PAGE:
I would sometimes go with my fellow members of the Residence Hall to the various buildings on weekends and explore. Ingersoll was interesting for its hidden courtyards, while Roosevelt was flat out creepy, given its many locked stairways, gated areas and converted rooms, all of which lack windows. Eventually, I explored every floor of the campus that I could without setting of alarms or trespassing in restricted areas.

The most interesting thing I learned in class about the campus of Brooklyn College was how James Hall was designed with the energy shortage in mind, leading to its double paned windows. Such a design is clearly not used anymore, as we do not use such designs for out modern buildings.

“I call architecture frozen music.”

“I call architecture frozen music.”

Johann Wolfgang von Goethe

I feel that this quote from Johann Wolfgang von Goethe is something I can definitely agree with. Architecture is a form of art like music. It requires a lot of work, needs to be looked over many times before being presented, and it can stand the test of time, like music.

The main difference is, it cannot change. Music can easily be changed by using a different key, a different tempo, or a different instrument. Tunes can also be copied and the lyrics can be changed. Architecture can be changed, but it is not as easy. It would need some time, say, a thawing out period.

Music tells a story, and usually the time in which it is made tells us something about that time. The way something is built can tell us about that time. The Twin Towers of the World Trade Center, which made sense for the 1970s. In the 2010s, it would not be built like that, as we see how 1 World Trade Center is a more modern building that is not a tall box.

Cut Down on HW Reading

As a young kid, I was hooked on reading. I read so many book series, such as The Bailey School Kids, Captain Underpants, Harry Potter, Children of the Red King & Lemony Snicket’s A Series of Unfortunate Events.

Since joining college, I have a reluctance to pick up books and read from them. I believe the amount of reading college professors expect from their students is inordinate. We have so much to do outside of school, it is such a pain to have to read for school so much. Also, after 12 years of Education, some of us are burnt out and are just wishing we could finish college.

Some professors assign stacks of books to read, and after awhile, I realize that much of this is a total waste of time. I can remember stuff I read 5 years ago, but not the stuff I read for school. I feel that college textbooks are too detailed, considering we don’t even cover half the stuff in it.

I took a summer class about TV & Radio Advertising. The Professor gave out slides to reads, plus 7 pages of notes for each segment. The workload was light, I understood what I was learning and did well. I can remember what I learned because it was useful.

Other countries have education systems that are quicker and only require classes that have to do with the major, which cuts down on reading.

Early Printing

After reading what Poe wrote about last week, I have begun to appreciate the development of literature.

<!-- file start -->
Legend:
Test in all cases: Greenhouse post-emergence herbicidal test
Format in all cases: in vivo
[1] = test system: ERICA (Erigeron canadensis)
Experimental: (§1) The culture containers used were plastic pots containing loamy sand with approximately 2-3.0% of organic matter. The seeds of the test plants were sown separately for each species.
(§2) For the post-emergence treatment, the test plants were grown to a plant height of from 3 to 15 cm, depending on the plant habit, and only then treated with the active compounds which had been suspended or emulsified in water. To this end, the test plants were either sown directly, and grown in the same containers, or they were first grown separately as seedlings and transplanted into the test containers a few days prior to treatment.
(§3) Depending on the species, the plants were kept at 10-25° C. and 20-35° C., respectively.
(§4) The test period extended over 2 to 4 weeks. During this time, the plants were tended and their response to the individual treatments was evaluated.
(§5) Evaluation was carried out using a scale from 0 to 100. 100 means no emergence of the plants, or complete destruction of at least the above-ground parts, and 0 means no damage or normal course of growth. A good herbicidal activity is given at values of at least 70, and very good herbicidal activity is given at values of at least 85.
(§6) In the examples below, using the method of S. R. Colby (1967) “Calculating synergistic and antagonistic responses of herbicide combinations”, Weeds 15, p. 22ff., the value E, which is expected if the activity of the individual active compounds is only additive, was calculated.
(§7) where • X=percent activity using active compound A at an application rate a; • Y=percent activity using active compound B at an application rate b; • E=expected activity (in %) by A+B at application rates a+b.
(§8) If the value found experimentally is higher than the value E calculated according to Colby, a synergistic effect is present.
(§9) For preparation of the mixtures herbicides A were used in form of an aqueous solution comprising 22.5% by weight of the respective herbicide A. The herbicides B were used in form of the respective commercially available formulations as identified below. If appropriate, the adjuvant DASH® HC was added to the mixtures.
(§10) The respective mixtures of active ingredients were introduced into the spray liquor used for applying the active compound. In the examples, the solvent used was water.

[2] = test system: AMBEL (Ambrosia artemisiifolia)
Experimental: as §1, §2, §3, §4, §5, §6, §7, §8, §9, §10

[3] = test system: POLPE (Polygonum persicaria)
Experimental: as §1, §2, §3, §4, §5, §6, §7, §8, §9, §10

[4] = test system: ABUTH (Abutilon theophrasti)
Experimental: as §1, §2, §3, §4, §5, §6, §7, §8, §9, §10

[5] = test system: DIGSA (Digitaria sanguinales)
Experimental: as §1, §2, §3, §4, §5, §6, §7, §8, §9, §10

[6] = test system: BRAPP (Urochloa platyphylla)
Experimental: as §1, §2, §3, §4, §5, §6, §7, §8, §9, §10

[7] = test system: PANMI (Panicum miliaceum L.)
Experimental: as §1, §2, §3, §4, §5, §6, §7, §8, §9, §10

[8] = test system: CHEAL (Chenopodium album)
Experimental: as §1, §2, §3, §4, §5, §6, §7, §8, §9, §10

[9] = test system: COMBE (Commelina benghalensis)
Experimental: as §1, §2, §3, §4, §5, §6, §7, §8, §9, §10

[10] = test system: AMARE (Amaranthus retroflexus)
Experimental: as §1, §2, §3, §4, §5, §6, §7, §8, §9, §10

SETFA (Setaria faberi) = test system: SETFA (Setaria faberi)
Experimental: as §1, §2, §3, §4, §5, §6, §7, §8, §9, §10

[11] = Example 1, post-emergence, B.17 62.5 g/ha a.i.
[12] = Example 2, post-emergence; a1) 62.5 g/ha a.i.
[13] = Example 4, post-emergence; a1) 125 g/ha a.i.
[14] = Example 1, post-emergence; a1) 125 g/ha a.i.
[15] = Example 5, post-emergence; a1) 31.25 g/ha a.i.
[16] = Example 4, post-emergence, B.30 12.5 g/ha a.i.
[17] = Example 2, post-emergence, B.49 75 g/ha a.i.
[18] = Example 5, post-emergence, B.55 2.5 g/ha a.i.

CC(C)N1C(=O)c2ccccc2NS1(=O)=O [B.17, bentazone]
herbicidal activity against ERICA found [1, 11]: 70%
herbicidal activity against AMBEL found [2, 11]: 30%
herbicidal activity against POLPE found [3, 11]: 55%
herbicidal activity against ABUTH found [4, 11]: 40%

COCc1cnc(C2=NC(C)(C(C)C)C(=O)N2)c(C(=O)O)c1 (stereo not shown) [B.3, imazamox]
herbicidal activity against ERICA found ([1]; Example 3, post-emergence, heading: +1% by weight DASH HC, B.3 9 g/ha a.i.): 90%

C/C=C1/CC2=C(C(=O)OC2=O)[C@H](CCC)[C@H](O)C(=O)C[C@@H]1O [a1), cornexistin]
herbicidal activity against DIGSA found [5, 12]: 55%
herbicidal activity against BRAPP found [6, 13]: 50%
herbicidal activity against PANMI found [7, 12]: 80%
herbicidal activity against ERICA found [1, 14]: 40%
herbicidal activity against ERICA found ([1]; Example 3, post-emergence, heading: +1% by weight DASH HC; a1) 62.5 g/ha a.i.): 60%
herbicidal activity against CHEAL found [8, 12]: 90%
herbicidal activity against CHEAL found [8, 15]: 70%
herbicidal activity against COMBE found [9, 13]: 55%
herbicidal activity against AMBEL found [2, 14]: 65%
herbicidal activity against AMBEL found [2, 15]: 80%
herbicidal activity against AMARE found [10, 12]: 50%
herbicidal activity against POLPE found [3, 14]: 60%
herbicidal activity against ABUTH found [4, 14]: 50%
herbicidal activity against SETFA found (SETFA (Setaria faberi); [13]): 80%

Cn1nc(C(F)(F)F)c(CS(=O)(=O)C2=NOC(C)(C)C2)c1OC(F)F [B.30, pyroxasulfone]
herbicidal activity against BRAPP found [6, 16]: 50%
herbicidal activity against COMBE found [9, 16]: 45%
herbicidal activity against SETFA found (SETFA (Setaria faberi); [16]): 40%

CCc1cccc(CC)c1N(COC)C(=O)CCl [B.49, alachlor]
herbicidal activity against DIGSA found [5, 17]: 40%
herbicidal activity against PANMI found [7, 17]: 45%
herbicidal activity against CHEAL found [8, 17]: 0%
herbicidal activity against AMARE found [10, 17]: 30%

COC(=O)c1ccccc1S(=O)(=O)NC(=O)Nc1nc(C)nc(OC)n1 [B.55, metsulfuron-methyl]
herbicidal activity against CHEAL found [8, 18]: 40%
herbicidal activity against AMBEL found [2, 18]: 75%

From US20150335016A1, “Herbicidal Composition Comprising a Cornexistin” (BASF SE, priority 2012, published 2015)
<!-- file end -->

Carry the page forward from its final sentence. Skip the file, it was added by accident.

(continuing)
As someone born in the 1990s, mass media printing was in it’s peak. Books were being published left & right and book series was a common place item. Books were also affordable, given how cheap it was to make them.

As I grew up during the 2000s, book writing continued to grow, but it slowly thinned down with the advent of Tablet readers. Even though I still prefer to read from a physical book, I do like using electronic books.

The benefit to electronic books is impressive, as I can have numerous pieces of literature on a device that weighs less than a pound. I can also search for phrases, make the font nice & big, highlight and add notes, and so many other things.

There have been some downsides to this, such as libraries closing down due to less & less people attending them. I used to love going through the shelves each Friday to find new & interesting books to read for the weekend. I cannot even remember the last time I went into the NY Public Library and checked out a book (thought some of that can be attributed to me living so close to Brooklyn College’s library.)

Even 70 years ago, books were published and available for people, but the cost was much higher and not many could afford them. Now, new electronic books can cost as low as a dollar.

To what Poe wrote about hundreds of years ago, I have seen it recreated in film, yet I find it very hard to conceptualize growing up with so few books around. I hear about people owning the bible & maybe 10 other books. Just thinking about how a young Abe Lincoln found books to read in Indiana, where many people were poor.

Jesus & Socrates

During this week, I realized that both Jesus and Socrates had different opinions on communications.
Jesus believed that things can be perceived in different ways. How one feels affects how one reads something. Someone with a lot of personal luck is more likely to read it in a positive way. The setting can affect the reading of something. It is almost, in a way, nature vs nurture.
Socrates on the other hand, believes that those who write stuff down will be more likely to remember stuff at a later time by keeping a record of it. This has been proven true countless times, especially in court cases.
Socrates also feel those who are serious about remembering stuff would write it down to ensure accuracy.  Record keeping is a vital asset in his eyes.
It also enlightens us on how different things were. We take so much for granted, as we have been born into a world where detailed records are kept, and can even be kept without much effort.
Even with social media, we see how easy it is to record one’s life events, even the most minute of them. Writing an obituary can be easy if one can view somebody’s Facebook.